None of that is impressive outside of an LDS apologetics mode. The fact that he mentions ‘fine clothing’… fine clothing is a marker of high class across the globe. Or, that women are silent… really, that’s strange for a 19th C boy? Or that he mentions horses and silks and barley, all things that Joseph would’ve dealt with in his ordinary life? Joseph was interested in making the BoM characters sound different, Native American and old.

    Nothing about the judicial system or the wars or anything else is truly complex enough to cause any kind of pause. The lack of complexity, the simplicity of it, all points to a single storyteller.

    The only thing you have is the inscription in Yemen, and that ain’t much in the grand scheme of things.

    Really it comes down to Occam’s Razor, the easiest explanation is that Joseph was attempting to construct a story about the origins of Native Americans based on popular mythology of his day (ie Native Americans as Israelites) and the Bible he was familiar with.

    Readers- I suggest that you take the time to take a look at The Book of Mormon yourself, but not just that, take time to look at the Old Testament too and compare the two. If you know nothing about the Old Testament, it will seem very odd to you, strange at every corner, but that in itself is a sign of its truly ancient origins and another culture. You may find, as I did, that the Book of Mormon is all too easy to comprehend to truly be the work of multiple, ancient authors.

  6. Seth R. said

    I wouldn’t call it apologetics mode nebula.

    I would say that it is convincing to those who read it with an open mind, who are not looking for a fraud at the turn of every page. This is why some people will never understand the book or embrace it. They have passed their verdict before they have even begun.

    I don’t pretend that anything I’ve written is proof. But it is convincing to those who have experienced the book and have had it speak to their hearts. The doctrines and teachings in the book are their own ultimate evidence. But you have to be open to it, or it simply will not work.

    As for others, they try to divorce the intuitive witness of the spirit from their experience of religion. They feel that such “feelings” are unreliable. They want something more solid. So they throw away the gifts of the spirit and demand “facts.” Once you get in this kind of mindset, the entire endeavor turns to ash in front of you.

    Fact will never convince anyone. Take Satan for instance. There is a man possessed of many, many facts. If anyone has a sure knowledge of all this, it is him.

    But it makes not one bit of difference. And neither do your facts or my facts make any difference.

    You are deeply misguided in thinking that this whole religion thing is primarily an “arm of the flesh” endeavor and that you can pull back the veil of heaven through the power of your fine intellect. If facts are what you make your religion contingent on, they will betray you in the end.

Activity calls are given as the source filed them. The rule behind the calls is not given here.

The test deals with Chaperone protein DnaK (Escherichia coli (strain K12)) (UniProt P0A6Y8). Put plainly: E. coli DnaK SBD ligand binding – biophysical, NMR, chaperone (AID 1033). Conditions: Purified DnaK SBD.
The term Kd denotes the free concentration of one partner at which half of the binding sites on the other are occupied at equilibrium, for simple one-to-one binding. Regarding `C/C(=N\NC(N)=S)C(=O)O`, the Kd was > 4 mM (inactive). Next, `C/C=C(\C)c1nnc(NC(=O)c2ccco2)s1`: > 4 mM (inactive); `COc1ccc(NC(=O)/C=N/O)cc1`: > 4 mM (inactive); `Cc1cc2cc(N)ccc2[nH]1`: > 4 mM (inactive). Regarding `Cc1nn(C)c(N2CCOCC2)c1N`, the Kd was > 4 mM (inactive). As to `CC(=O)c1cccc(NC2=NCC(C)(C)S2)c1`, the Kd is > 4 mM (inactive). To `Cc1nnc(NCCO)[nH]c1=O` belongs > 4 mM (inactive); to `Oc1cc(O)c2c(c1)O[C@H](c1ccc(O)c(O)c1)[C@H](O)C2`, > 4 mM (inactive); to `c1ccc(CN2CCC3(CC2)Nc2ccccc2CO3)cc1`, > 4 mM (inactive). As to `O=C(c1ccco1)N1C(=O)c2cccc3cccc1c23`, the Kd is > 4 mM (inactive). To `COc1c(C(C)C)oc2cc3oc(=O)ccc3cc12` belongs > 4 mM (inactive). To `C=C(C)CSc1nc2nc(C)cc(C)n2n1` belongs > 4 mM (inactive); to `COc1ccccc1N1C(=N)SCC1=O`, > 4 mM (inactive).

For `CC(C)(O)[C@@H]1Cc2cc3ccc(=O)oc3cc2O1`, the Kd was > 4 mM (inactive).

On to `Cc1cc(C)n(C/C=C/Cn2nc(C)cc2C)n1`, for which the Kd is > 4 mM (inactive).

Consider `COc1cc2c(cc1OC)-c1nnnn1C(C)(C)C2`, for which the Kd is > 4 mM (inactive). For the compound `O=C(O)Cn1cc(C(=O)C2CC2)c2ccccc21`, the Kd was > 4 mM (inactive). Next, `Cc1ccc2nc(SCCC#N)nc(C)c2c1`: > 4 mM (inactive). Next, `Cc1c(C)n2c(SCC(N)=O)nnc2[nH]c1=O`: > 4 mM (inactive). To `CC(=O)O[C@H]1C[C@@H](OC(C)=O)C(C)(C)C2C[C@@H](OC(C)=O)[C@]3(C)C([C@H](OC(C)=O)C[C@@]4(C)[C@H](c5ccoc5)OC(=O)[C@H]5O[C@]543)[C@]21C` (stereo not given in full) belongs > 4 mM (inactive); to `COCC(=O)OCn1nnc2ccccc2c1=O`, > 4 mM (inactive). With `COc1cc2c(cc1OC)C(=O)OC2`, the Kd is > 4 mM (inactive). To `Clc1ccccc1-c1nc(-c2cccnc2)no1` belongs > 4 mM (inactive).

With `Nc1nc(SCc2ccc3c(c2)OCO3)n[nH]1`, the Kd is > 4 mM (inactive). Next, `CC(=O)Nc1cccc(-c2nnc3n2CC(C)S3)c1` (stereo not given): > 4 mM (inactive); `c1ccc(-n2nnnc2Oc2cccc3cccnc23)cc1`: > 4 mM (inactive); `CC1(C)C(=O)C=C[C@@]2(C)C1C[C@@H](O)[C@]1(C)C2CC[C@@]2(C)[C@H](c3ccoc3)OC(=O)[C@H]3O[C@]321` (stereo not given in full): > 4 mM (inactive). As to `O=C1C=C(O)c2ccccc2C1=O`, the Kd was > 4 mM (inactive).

What is stopping you nebula, from applying the same sort of thinking to the Bible and reaching the same conclusions?

    You said that the defenses I offered for the Book of Mormon were unconvincing outside of “apologetics mode.”

    But then you proceeded to offer the same “apologetics mode” kind of arguments for the Bible. It’s strange on every page?

    Please. Who cares? Why does the fact that you have a genuine document amount to a hill of beans in the matters of faith?

    Who is to say that you are not possessed of a genuinely historical book of myths.

    The Illiad and the Odyssey are “genuine” historical documents about verifiable places too. Does that make Zeus a real person?

    What makes you think the Bible is immune to the same sort of skepticism, the same ruthless cut of Occam’s Razor?

    Let’s not kid ourselves here.

    You reject the Book of Mormon because you have no spiritual witness of it. It’s really that simple.

    Now, whether that is because the book is a false book, or because you are a misled person, people will vary in opinion.

    But let’s not pretend that this has to do with anything other than a spiritual witness and whether you have it or not.

    This ain’t about facts. It’s never been about facts.

  7. nebula0 said


    I don’t think you know what my views on the Bible are, do you? It doesn’t seem clear that you do from this post.

    Here’s the thing, I’m honest about my feelings. That is, they deceive me, that is, I’m human. For the same reason that eye witness testimony is extremely unreliable, I do not trust feelings alone to be my guide to ultimate truth– especially when those claims to ultimate truth involve my ultimate allegiance including my time, energy and money. Yes, feelings are important, but there is no such thing as a content free emotion. That is, you cannot have a pure emotional experience that points you to a truth, because that automatically imputes concepts to that emotive experience. That implies that the concepts which you used to interpret that experience (completely automatically, it is unavoidable) ought to be examined for their rationality.

    Why avoid the rational, reasoning side? I love the emotive, colorful side of life, but I also fully embrace the cooperation of the mind that God has given me.

    I had a spiritual witness of the Book fo Mormon. I bore testimony of it. They were powerful experiences and yet, I argue now that they were wrong.

    It is about the facts.

    I’m sorry, but as my suspicions arose and warning bells started to go off, it’s a little hard to maintain a ‘spiritual witness’ when that darned mind just won’t cooperate.